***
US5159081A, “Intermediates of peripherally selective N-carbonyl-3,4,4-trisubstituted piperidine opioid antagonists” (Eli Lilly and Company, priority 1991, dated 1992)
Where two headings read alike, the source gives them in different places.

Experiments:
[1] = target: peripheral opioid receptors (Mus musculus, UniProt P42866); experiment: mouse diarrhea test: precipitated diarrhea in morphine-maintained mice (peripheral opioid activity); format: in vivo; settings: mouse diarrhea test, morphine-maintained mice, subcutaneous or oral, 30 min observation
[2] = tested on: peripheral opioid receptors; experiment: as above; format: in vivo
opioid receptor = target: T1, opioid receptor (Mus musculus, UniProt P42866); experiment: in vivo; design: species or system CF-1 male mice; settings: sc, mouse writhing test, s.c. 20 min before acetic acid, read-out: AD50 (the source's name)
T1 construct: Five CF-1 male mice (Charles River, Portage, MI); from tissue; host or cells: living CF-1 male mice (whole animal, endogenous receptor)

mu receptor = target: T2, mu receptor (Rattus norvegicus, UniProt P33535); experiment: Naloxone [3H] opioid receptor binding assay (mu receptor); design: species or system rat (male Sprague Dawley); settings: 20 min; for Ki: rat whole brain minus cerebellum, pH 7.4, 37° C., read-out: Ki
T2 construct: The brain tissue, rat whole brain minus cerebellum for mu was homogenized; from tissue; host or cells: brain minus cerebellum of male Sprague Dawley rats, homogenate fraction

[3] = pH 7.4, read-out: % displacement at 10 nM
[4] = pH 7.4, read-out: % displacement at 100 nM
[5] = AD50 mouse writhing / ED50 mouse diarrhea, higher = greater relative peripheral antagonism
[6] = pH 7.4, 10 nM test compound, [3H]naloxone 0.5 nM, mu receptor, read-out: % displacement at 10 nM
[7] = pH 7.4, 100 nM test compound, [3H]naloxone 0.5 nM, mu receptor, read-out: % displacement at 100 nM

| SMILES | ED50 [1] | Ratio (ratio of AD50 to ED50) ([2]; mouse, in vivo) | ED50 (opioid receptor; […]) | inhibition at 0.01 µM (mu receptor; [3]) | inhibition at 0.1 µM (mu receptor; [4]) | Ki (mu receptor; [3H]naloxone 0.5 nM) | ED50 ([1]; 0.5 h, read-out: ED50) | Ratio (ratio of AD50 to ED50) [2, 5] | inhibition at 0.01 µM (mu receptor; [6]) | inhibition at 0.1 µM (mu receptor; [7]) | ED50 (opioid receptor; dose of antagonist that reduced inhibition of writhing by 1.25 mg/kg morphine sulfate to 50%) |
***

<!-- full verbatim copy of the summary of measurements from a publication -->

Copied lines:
US5159081A, “Intermediates of peripherally selective N-carbonyl-3,4,4-trisubstituted piperidine opioid antagonists” (Eli Lilly and Company, priority 1991, dated 1992)
Where two headings read alike, the source gives them in different places.

Experiments:
[1] = target: peripheral opioid receptors (Mus musculus, UniProt P42866); experiment: mouse diarrhea test: precipitated diarrhea in morphine-maintained mice (peripheral opioid activity); format: in vivo; settings: mouse diarrhea test, morphine-maintained mice, subcutaneous or oral, 30 min observation
[2] = tested on: peripheral opioid receptors; experiment: as above; format: in vivo
opioid receptor = target: T1, opioid receptor (Mus musculus, UniProt P42866); experiment: in vivo; design: species or system CF-1 male mice; settings: sc, mouse writhing test, s.c. 20 min before acetic acid, read-out: AD50 (the source's name)
T1 construct: Five CF-1 male mice (Charles River, Portage, MI); from tissue; host or cells: living CF-1 male mice (whole animal, endogenous receptor)

mu receptor = target: T2, mu receptor (Rattus norvegicus, UniProt P33535); experiment: Naloxone [3H] opioid receptor binding assay (mu receptor); design: species or system rat (male Sprague Dawley); settings: 20 min; for Ki: rat whole brain minus cerebellum, pH 7.4, 37° C., read-out: Ki
T2 construct: The brain tissue, rat whole brain minus cerebellum for mu was homogenized; from tissue; host or cells: brain minus cerebellum of male Sprague Dawley rats, homogenate fraction

[3] = pH 7.4, read-out: % displacement at 10 nM
[4] = pH 7.4, read-out: % displacement at 100 nM
[5] = AD50 mouse writhing / ED50 mouse diarrhea, higher = greater relative peripheral antagonism
[6] = pH 7.4, 10 nM test compound, [3H]naloxone 0.5 nM, mu receptor, read-out: % displacement at 10 nM
[7] = pH 7.4, 100 nM test compound, [3H]naloxone 0.5 nM, mu receptor, read-out: % displacement at 100 nM

| SMILES | ED50 [1] | Ratio (ratio of AD50 to ED50) ([2]; mouse, in vivo) | ED50 (opioid receptor; […]) | inhibition at 0.01 µM (mu receptor; [3]) | inhibition at 0.1 µM (mu receptor; [4]) | Ki (mu receptor; [3H]naloxone 0.5 nM) | ED50 ([1]; 0.5 h, read-out: ED50) | Ratio (ratio of AD50 to ED50) [2, 5] | inhibition at 0.01 µM (mu receptor; [6]) | inhibition at 0.1 µM (mu receptor; [7]) | ED50 (opioid receptor; dose of antagonist that reduced inhibition of writhing by 1.25 mg/kg morphine sulfate to 50%) |